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Scott Welcomes Concession by Teachers Union



VtDigger
Saturday, April 14, 2018

Montpelier — The administration of Gov. Phil Scott is calling the decision by the teacher’s union to embrace a statewide health benefit “great news,” but wants immediate action on its cost-containment proposal before hashing out long-term changes.

The Vermont-NEA made a major concession this week in its dispute with the administration over healthcare benefits when the union put forward a plan that would shift decision-making to the state level, as opposed to having individual school boards negotiate with their teachers.

Vermont teachers’ health care coverage was the sticking point that extended last year’s legislative session, until the governor agreed to create a commission to explore the issue.

As part of the new proposal, the union requested equal representation on a commission that would create and implement a new healthcare plan. The proposal would eliminate the Vermont Education Healthcare Initiative, which currently oversees the health care benefit and includes only one union representative on its five-member board.

Administration Secretary Susanne Young wrote a letter to the VT-NEA on Friday chastising the union for resisting a proposal for statewide negotiations last year, saying it said cost the state millions in lost savings.

“It’s disappointing for the union to come to the table a year later, in the wake of mounting fiscal pressure on school employees’ health benefits, after eroding the opportunity to chart a course that would balance strong benefits for employees with the public cost to taxpayers,” she wrote.

The letter said it’s telling that the union has changed its position following a 16.8 percent rate increase on school employees insurance, which it said was a direct result of local negotiations resulting in spending on top of what was laid out in last year’s appropriations bill.

“Nonetheless, the governor is open to working with the Vermont NEA on a path forward,” it said.

The first step would be for the union to “demonstrate their willingness to work together” by agreeing to the administration’s short-term cost-sharing proposal starting next summer and extending “until this commission can arrive at a consensus path forward.”

“To level the playing field for the plans struck last year, we must reset to a uniform standard and take that time to establish the statewide mechanism after which school districts can negotiate with employees,” Young wrote.

In an interview, Young said it was too soon to say where the administration stood on the proposed commission, which would be made up of half executive branch appointees and half union representatives.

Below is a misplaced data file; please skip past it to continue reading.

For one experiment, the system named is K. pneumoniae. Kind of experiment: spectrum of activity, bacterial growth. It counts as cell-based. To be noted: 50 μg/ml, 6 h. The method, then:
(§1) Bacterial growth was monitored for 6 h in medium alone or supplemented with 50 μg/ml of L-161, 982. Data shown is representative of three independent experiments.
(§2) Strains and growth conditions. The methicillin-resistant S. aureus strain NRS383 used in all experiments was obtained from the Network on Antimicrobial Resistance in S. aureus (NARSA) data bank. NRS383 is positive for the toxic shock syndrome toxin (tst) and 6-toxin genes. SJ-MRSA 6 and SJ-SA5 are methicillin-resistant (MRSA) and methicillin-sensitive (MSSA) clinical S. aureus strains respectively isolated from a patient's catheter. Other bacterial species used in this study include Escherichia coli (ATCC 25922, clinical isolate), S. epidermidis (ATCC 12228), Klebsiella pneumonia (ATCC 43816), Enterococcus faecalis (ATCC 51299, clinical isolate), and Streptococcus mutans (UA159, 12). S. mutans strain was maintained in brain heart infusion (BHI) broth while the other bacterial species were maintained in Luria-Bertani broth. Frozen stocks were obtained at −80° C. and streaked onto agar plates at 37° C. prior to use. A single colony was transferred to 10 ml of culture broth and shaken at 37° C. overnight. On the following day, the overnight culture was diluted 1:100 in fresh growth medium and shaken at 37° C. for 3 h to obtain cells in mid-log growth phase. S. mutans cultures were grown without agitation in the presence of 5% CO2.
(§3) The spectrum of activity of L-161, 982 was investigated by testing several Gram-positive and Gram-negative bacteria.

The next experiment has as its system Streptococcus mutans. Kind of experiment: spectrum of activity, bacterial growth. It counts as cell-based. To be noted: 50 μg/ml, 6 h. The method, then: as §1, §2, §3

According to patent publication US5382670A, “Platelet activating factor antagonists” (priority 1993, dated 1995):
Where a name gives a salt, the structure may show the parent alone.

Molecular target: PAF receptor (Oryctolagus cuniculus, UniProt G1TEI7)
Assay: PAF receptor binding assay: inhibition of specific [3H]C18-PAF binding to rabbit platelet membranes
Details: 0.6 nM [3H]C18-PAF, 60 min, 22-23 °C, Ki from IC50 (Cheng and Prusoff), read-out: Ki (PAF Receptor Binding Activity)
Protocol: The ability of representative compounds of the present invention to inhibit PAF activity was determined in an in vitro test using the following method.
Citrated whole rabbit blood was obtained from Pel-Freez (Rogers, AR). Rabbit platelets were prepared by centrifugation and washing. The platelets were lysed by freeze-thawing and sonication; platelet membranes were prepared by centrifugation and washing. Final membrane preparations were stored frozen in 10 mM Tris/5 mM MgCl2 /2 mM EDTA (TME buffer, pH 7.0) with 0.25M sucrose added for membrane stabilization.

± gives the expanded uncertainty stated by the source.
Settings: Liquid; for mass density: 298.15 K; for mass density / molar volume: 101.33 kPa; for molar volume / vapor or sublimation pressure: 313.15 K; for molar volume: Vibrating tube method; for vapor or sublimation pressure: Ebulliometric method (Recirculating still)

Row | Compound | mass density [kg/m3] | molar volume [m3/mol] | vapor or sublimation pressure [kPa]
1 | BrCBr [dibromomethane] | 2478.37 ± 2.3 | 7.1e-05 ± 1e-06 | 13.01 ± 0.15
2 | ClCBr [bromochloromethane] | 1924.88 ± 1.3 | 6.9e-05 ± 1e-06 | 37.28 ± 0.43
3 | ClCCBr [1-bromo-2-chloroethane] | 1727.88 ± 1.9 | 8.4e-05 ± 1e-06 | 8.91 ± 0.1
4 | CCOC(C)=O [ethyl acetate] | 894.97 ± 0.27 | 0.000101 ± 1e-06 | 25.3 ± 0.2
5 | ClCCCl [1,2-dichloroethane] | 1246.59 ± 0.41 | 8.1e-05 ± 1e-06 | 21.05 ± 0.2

“It’s a great development that they are willing to move to a benefit that is negotiated on a statewide basis. That’s great news, the devil again is in the details and we haven’t seen the proposal, and if it’s dramatically different,” Young said.

“If we are talking about the benefit, that would be negotiated — hard to know at this point, we are really at the beginning of a process here with the legislature and with them,” she said.

Darren Allen, Vermont-NEA communications director, said the union was not proposing statewide collective bargaining, adding that Young “doesn’t characterize the union’s position at all in her memo.”

“The part that is important to members is the very end where she says she looks forward to working with us,” Allen said. He declined to say where the union stood on Young’s proposal to agree to short-term cost-containment while major changes were being discussed.

“What we are looking for is our members having equal say at the planning development and administration stage, like they used to,” he said.

Union representation on VEHI, which oversees the health benefit, has been steadily reduced in recent years.

VEHI began as a partnership of the School Board’s Insurance Trust and the Vermont NEA, with two administrators, one from each organization, and eight members, four management and four employees.

New federal rules in 2015 forced it to restructure into a school board membership organization, which is when it became five-person board leaving the VT-NEA with just two seats.

When VEHI decided after negotiations in 2016 to make the most generous of four new health care plans the default, some school board members felt the unions had too much influence on the board.

When the VT-NEA seat came up for re-election later that year, 118 school boards petitioned to change the bylaws to give school boards an advocate on the board for balance. VEHI voted for the seat to go to the executive director of the Vermont School Boards Association.

The union’s new proposal essentially proposes a return to the original structure of the VEHI board, while also giving in to the administration’s demand to state-level negotiating — not collective bargaining.

“With this proposal, local school districts and unions will no longer bargain over health insurance; however, all other parts of collective bargaining will remain unaffected by this commission,” the proposal said.

“This proposal will ensure that health insurance benefits and cost sharing are developed with the equal input of labor and management, in a way that a statewide bargaining scheme will not,” it said.